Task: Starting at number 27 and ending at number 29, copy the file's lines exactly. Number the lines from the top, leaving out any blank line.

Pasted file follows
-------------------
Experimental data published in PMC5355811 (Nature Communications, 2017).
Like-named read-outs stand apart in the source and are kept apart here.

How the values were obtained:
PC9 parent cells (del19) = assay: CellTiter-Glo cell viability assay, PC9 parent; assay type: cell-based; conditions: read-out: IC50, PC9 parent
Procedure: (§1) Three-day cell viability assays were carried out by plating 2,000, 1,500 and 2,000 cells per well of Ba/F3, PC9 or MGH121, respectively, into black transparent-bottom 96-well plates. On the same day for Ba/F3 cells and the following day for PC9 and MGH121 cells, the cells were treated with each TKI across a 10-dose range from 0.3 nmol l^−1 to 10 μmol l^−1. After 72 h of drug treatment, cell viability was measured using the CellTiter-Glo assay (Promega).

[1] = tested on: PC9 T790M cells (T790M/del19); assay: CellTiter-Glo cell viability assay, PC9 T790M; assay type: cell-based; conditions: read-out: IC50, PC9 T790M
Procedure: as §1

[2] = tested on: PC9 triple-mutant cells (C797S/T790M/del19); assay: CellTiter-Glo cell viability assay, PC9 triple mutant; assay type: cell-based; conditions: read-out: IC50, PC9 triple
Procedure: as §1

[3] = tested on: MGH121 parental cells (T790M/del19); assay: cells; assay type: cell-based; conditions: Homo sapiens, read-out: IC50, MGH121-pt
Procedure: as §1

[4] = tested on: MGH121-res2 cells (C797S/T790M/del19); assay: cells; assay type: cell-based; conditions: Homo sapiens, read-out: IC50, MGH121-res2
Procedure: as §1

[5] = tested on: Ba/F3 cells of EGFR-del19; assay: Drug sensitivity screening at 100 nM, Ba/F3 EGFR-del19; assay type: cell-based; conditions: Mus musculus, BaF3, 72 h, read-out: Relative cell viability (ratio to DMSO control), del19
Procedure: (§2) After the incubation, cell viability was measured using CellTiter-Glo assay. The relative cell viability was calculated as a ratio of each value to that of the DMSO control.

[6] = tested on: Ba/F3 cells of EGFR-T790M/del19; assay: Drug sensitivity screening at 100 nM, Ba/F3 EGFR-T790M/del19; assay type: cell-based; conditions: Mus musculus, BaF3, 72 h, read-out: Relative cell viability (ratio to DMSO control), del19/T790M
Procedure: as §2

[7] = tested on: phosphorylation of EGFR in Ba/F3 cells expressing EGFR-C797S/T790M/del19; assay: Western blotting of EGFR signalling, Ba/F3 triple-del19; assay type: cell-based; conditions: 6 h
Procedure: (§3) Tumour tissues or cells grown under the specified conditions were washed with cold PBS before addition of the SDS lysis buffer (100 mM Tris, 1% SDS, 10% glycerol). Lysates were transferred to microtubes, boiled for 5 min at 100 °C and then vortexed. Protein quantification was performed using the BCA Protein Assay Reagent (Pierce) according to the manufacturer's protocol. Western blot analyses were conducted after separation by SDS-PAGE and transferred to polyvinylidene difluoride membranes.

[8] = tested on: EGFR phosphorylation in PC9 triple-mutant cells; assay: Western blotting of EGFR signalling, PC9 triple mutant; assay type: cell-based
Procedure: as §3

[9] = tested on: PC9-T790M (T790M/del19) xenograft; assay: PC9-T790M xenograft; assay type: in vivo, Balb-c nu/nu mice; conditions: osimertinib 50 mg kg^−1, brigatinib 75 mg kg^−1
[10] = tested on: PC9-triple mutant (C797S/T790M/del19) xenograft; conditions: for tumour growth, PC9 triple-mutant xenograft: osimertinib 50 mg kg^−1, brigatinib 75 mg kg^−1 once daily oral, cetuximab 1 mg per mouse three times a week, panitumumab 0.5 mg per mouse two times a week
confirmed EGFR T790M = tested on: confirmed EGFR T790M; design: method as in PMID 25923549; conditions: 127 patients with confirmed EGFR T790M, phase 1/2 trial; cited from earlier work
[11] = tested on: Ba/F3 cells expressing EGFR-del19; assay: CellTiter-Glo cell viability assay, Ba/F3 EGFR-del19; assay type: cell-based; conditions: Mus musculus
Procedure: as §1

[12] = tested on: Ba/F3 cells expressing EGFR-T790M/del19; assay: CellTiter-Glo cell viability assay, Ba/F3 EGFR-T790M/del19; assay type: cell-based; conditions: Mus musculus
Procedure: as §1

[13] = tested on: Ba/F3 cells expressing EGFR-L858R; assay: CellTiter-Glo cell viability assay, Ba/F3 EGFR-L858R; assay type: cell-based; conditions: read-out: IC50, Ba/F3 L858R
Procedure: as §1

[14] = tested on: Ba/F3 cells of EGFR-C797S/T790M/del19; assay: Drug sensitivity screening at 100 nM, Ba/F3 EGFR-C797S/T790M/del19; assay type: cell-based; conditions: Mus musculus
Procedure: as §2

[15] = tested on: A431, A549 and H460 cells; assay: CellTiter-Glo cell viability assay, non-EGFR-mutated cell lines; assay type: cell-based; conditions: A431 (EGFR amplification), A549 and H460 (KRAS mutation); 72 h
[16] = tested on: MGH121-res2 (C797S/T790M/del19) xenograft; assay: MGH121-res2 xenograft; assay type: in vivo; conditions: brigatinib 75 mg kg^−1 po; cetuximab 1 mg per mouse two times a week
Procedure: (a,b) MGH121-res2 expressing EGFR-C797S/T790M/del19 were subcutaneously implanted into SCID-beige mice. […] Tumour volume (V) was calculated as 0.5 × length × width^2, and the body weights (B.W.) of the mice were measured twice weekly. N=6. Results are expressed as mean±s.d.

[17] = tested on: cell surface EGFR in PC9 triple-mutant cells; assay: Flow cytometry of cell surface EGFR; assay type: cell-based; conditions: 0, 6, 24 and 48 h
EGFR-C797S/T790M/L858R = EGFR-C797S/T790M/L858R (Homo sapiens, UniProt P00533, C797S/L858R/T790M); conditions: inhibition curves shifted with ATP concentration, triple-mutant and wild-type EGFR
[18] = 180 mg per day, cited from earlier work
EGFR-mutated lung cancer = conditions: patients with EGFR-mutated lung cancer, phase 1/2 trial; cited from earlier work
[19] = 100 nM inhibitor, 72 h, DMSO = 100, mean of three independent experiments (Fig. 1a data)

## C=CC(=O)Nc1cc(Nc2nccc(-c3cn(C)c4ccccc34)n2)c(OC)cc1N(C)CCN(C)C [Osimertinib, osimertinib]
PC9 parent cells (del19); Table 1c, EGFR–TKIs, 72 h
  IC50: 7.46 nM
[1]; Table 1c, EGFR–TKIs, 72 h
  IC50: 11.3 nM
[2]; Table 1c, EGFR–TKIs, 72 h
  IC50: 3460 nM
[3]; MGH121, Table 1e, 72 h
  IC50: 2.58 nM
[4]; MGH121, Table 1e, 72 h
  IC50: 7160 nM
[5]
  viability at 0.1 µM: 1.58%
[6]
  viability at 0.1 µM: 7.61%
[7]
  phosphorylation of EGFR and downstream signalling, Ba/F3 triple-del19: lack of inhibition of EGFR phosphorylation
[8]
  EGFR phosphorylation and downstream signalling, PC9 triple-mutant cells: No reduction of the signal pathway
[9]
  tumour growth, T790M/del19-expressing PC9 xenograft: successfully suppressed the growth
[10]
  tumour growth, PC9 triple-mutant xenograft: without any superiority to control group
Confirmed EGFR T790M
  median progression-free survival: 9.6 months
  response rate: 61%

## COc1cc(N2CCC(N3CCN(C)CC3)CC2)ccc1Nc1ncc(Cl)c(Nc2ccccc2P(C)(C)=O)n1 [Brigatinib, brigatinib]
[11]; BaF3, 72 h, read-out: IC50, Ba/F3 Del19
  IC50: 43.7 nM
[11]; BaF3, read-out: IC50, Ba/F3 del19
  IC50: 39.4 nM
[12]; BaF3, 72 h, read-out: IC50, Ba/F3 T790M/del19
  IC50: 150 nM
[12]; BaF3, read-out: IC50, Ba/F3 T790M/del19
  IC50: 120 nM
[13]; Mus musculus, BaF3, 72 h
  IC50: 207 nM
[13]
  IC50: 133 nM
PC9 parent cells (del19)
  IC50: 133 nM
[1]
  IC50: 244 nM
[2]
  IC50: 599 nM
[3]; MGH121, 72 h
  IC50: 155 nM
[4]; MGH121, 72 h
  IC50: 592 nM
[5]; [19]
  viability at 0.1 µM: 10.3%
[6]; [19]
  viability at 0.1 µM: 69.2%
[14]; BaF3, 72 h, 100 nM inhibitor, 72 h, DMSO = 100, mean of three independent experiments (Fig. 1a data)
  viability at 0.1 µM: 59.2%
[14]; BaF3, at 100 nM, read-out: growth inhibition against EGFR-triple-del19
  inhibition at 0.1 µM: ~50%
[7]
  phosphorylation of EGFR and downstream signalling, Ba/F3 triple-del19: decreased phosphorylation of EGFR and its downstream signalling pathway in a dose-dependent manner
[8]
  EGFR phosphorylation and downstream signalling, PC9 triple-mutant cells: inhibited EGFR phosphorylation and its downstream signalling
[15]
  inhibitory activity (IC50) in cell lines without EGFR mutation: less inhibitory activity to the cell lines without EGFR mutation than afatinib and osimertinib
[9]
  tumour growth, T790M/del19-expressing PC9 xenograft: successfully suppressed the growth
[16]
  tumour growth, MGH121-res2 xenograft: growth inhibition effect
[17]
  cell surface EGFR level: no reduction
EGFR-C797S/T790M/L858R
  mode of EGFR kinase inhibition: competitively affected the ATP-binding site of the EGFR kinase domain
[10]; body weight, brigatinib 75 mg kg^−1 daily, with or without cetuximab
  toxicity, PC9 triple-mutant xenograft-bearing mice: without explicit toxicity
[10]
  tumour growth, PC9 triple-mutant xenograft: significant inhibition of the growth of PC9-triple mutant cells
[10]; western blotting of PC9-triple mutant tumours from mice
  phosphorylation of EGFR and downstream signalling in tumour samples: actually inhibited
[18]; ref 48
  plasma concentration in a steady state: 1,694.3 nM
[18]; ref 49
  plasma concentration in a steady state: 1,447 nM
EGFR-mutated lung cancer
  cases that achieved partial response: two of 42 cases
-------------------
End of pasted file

[12] = tested on: Ba/F3 cells expressing EGFR-T790M/del19; assay: CellTiter-Glo cell viability assay, Ba/F3 EGFR-T790M/del19; assay type: cell-based; conditions: Mus musculus
Procedure: as §1

[13] = tested on: Ba/F3 cells expressing EGFR-L858R; assay: CellTiter-Glo cell viability assay, Ba/F3 EGFR-L858R; assay type: cell-based; conditions: read-out: IC50, Ba/F3 L858R